Rabies infection is a zoonotic neglected tropical disease (NTD) caused by the Rabies virus which can infect all warm-blooded animals including man. It majorly affects the brain and spinal cord, causing injury and abnormalities in the nervous system. Once the clinical signs of rabies appear in humans, the condition is approximately 100% fatal. According to the World Health Organization (WHO), approximately 60,000 individuals die of rabies every year.
Though rabies is no more present in many developed countries, the disease is still prevalent in Nigeria and many other developing countries in Africa, Asia and South America due to several interrelated health and socioeconomic factors. Now, there have been several global commitments and calls to eliminate the disease by 2030 with a need to implement the One Health approach for effective control and prevention – which include concerted community awareness, mass dog vaccination and implementation of appropriate policy frameworks.
World Rabies Day 2022
September 28th every year is a day to commemorate World Rabies Day and One Health and Development Initiative(OHDI) decided to leverage the expected attention to be garnered on rabies during this period to implement a series of impact-driven activities from Monday, 26th to Friday, 30th September 2022 in commemorating the World Rabies Day, 2022. These activities include:
- Implementation of a vaccination drive with the provision of free mass anti-rabies vaccination of dogs in Ibadan City and Eruwa Town, Oyo State. This was implemented in collaboration with the Veterinary Teaching Hospital, at the University of Ibadan, Nigeria.
- Media campaigns including radio announcements and jingles, social media campaigns, and distribution of quality information, education, and communication (IEC) materials and Rabies Information Brochure
- Sensitization campaign in 2 schools public schools in low-income communities in Ibadan City.
- Conducted a Twitter chat on Youth Inclusion in Rabies Eradication by 2030. This was facilitated by the One Health Club members, and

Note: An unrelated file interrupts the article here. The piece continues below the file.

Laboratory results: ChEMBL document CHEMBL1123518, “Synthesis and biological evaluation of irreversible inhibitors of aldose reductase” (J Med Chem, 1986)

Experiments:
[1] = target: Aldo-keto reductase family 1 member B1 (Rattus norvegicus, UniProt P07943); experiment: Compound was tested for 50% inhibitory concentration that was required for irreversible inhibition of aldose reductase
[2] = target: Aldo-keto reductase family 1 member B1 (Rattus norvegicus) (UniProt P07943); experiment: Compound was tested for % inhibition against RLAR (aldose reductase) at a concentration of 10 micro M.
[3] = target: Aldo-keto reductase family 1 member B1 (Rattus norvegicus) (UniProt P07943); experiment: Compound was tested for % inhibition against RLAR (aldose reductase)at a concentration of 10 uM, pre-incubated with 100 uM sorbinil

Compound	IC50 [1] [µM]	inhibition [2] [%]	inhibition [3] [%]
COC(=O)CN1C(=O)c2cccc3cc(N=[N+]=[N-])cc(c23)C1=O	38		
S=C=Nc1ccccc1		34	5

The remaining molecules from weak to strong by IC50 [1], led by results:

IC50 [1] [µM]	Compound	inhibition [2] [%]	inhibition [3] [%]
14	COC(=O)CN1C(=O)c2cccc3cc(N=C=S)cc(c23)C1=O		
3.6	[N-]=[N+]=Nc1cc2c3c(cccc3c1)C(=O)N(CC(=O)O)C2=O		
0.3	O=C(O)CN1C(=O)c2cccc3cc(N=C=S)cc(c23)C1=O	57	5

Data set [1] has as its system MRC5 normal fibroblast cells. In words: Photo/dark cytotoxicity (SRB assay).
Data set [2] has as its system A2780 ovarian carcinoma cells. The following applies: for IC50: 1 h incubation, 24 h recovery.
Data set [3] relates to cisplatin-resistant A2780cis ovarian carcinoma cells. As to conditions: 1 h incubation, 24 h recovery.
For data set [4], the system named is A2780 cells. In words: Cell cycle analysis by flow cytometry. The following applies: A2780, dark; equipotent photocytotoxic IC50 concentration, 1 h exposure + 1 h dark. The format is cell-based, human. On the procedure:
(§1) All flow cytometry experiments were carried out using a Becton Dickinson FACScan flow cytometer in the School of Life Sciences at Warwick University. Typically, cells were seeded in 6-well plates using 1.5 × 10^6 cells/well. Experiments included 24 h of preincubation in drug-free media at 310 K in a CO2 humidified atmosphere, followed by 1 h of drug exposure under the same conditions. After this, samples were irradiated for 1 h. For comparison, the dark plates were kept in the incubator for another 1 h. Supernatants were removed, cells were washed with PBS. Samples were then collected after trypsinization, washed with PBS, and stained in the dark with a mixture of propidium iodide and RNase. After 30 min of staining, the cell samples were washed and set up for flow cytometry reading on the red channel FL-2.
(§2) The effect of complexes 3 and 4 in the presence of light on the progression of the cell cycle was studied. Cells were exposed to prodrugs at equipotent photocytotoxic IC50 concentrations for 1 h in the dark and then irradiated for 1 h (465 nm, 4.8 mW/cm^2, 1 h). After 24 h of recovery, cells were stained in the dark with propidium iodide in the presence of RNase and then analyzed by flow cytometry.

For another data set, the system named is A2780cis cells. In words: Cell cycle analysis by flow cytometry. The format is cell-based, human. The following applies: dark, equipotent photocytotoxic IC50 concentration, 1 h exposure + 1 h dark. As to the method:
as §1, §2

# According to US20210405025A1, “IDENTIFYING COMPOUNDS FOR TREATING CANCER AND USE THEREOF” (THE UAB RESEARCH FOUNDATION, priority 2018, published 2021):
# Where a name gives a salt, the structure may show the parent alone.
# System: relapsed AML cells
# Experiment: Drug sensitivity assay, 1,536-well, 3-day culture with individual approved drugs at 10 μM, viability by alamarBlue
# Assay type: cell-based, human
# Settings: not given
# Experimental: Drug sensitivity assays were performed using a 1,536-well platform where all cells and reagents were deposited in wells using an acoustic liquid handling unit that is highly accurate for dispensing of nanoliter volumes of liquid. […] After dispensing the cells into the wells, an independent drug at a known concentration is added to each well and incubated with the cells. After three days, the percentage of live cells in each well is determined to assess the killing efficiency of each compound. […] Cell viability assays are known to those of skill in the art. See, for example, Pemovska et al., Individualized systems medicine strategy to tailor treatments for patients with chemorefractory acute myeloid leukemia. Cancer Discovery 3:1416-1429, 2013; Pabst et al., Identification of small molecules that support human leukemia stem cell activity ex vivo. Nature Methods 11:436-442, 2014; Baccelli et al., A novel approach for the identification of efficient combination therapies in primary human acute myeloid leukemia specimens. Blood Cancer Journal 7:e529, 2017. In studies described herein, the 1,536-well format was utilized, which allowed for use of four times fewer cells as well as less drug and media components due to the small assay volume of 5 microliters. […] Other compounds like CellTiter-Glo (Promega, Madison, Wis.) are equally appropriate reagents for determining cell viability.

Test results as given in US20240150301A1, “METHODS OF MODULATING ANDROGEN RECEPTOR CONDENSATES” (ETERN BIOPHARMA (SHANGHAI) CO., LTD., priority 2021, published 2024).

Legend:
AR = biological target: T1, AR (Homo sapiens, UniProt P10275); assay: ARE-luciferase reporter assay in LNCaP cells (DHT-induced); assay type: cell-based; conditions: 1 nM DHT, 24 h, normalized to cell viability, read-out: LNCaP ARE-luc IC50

- We conducted a webinar with the aim to educate the Nigerian One Health Action in Rabies Eradication. Special guest speakers at the webinar included Dorcas Mernyi, One Health Officer in charge of Rabies Elimination Programs at the Federal Ministry of Health in Nigeria and Dr. Ayodeji Olarinmoye, a Veterinarian and Researcher with Babcock University, Nigeria who has conducted extensive research on rabies
This plethora of coordinated awareness and action against Rabies brought public attention to the need for a One Health approach to address shared health threats of Rabies at the human-animal-environment interface. To make up for the lack of internet connection in many low-income communities where rabies is often prevalent, radio jingles were aired to keep people informed about Rabies control and prevention and make them present their dogs for vaccination.
Detailed Project Activities and Impact
Dog Vaccination Drive
At the 5-day rabies vaccination drive in Ibadan and Eruwa, 59 pet owners presented their pets and a total number of 93 dogs and cats were vaccinated. The majority of the pet owners indicated that they were informed about the program the radio announcements, social media promotion and by family, friends, and on social media.
Secondary School Sensitization on Rabies